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Like father, like son. So went the story of one Las Vegas family. Here's Senator Richard Bryan.

In December, a Las Vegas legend turned ninety. J. Kell Houssels, Junior, came to Las Vegas at age eight when his father bought into the Las Vegas Club. Kell, Senior, went on to co-own and operate the El Cortez, Showboat and Tropicana. He invested in other businesses, and worked behind the scenes in politics and philanthropy. His son followed in his footsteps and has left big footprints of his own.

Kell, Junior, was born in Denver, then lived in Pismo Beach, where his father was in gambling. His mother Alice had been a teacher and prized education. Young Kell went to the Fifth Street School and prep schools elsewhere, then West Point and Stanford Law. In 1948, he became an assistant district attorney, then went into practice in 1950 with his then-wife, Jeanne. He also served a term in the assembly. But just as his father went from being a mining engineer to a casino owner, he was interested in the business. Maybe his nickname had something to do with it: a prep school friend, noticing his visible reactions to poker hands, called him Poker Face Ike. Ike stuck and, as Houssels says, I like Ike! But like his father, he found it more profitable to run the casino than gamble in it. He did legal work for his father, then took on more duties as Kell, Senior, invested in additional properties and then began having some health issues. And Kell Junior invested in other businesses and became active in horse racing, owning and betting on some major winners... most of the time.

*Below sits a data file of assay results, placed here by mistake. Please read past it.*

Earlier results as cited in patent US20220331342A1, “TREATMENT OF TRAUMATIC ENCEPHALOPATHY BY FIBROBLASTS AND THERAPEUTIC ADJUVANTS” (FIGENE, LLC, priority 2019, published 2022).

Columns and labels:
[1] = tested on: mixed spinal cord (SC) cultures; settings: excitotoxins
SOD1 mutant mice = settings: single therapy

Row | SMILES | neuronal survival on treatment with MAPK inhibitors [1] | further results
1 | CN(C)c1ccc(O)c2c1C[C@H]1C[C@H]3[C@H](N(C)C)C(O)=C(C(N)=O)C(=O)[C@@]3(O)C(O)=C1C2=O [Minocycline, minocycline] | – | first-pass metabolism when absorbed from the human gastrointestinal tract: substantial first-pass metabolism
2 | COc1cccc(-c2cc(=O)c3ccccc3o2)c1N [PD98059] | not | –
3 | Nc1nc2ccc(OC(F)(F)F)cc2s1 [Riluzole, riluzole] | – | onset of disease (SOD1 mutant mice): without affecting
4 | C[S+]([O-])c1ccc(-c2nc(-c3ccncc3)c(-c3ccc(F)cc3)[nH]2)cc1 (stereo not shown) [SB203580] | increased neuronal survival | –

The Showboat opened in 1954 and catered to locals. Kell Junior was a big supporter of innovations the Showboat became famous for. The most important was adding bowling lanes, and bringing in a national tournament that got the Showboat on national television for decades. Houssels also oversaw decades of expansion.

When the Tropicana opened in 1957, Kell Senior was to run it but mobsters pushed him aside. When their management failed and the elder Houssels took over, his son joined him. He was especially interested in entertainment and proposed a new show. He then negotiated the arrival of the Folies Bergere. It ran at the Tropicana for nearly fifty years-the longest-running production show in Las Vegas history.

After the Houssels and their partners sold the Tropicana, Kell Junior partnered with Sam Boyd, Jackie Gaughan, and Frank Scott on a new project: the Union Plaza, opened in 1971 at Number One Main Street, the site of the old Union Pacific depot. But Houssels ended up concentrating more on the Showboat and its expansion throughout the world... to Atlantic City, Sydney Australia, and a Mississippi riverboat. Under his leadership, the Showboat became one of the first Nevada gaming companies to go corporate. The company proved successful enough that in 1998, Houssels sold it to Harrah's for more than a billion dollars.

That didn't end Houssels' activities. At his hotels, he always was interested in entertainment. At the Folies Bergere, he brought in a pair of adagio dancers, Szony and Claire. Then as he put it, he broke up the act... Claire became Nancy Claire Houssels, and they have been longtime supporters and financial angels for the Nevada Ballet Theater and Smith Center, among others. More than eighty years after arriving in Las Vegas, J. Kell Houssels, Jr., and his family are still building the community and still leaving big footprints.

More on News 88.9 KNPR
1/23/04: KNPR's State of Nevada: Longtime Las Vegans Including Kell Houssels
1/12/05: KNPR's State of Nevada: Nancy Houssels
3/16/05: KNPR's State of Nevada: Kell Houssels
6/16/09: KNPR's State of Nevada: Showgirl Memories
3/04/09: KNPR's State of Nevada: Folies Bergere Closing
4/12/07: Nevada Yesterdays: Tropicana Turns 50
4/17/07: Nevada Yesterdays: Tropicana Turns 50 part 2
5/1/07: Nevada Yesterdays: Tropicana Turns 50 part 3